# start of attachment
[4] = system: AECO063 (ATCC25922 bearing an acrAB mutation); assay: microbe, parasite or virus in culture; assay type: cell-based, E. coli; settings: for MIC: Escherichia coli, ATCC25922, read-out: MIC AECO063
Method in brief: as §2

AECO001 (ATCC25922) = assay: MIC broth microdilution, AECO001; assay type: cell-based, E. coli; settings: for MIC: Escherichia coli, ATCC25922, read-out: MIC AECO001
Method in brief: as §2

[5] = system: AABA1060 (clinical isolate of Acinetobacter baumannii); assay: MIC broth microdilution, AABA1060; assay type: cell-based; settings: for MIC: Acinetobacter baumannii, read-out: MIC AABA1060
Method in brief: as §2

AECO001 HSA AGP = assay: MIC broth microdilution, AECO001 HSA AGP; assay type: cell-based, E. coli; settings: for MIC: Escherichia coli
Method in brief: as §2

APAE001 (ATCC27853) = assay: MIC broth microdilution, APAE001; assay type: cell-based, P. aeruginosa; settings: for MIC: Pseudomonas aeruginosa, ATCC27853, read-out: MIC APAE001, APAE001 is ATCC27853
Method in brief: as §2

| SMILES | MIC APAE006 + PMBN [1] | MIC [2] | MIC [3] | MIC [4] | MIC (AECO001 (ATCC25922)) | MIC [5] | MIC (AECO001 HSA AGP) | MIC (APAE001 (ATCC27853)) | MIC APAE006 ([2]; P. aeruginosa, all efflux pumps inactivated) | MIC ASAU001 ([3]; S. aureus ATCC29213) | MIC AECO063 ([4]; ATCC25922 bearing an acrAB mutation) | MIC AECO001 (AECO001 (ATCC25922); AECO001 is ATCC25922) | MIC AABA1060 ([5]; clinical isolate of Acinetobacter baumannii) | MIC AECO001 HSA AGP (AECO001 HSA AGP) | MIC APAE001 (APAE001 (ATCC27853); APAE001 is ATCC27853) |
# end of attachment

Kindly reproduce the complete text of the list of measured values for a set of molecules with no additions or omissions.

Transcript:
[4] = system: AECO063 (ATCC25922 bearing an acrAB mutation); assay: microbe, parasite or virus in culture; assay type: cell-based, E. coli; settings: for MIC: Escherichia coli, ATCC25922, read-out: MIC AECO063
Method in brief: as §2

AECO001 (ATCC25922) = assay: MIC broth microdilution, AECO001; assay type: cell-based, E. coli; settings: for MIC: Escherichia coli, ATCC25922, read-out: MIC AECO001
Method in brief: as §2

[5] = system: AABA1060 (clinical isolate of Acinetobacter baumannii); assay: MIC broth microdilution, AABA1060; assay type: cell-based; settings: for MIC: Acinetobacter baumannii, read-out: MIC AABA1060
Method in brief: as §2

AECO001 HSA AGP = assay: MIC broth microdilution, AECO001 HSA AGP; assay type: cell-based, E. coli; settings: for MIC: Escherichia coli
Method in brief: as §2

APAE001 (ATCC27853) = assay: MIC broth microdilution, APAE001; assay type: cell-based, P. aeruginosa; settings: for MIC: Pseudomonas aeruginosa, ATCC27853, read-out: MIC APAE001, APAE001 is ATCC27853
Method in brief: as §2

| SMILES | MIC APAE006 + PMBN [1] | MIC [2] | MIC [3] | MIC [4] | MIC (AECO001 (ATCC25922)) | MIC [5] | MIC (AECO001 HSA AGP) | MIC (APAE001 (ATCC27853)) | MIC APAE006 ([2]; P. aeruginosa, all efflux pumps inactivated) | MIC ASAU001 ([3]; S. aureus ATCC29213) | MIC AECO063 ([4]; ATCC25922 bearing an acrAB mutation) | MIC AECO001 (AECO001 (ATCC25922); AECO001 is ATCC25922) | MIC AABA1060 ([5]; clinical isolate of Acinetobacter baumannii) | MIC AECO001 HSA AGP (AECO001 HSA AGP) | MIC APAE001 (APAE001 (ATCC27853); APAE001 is ATCC27853) |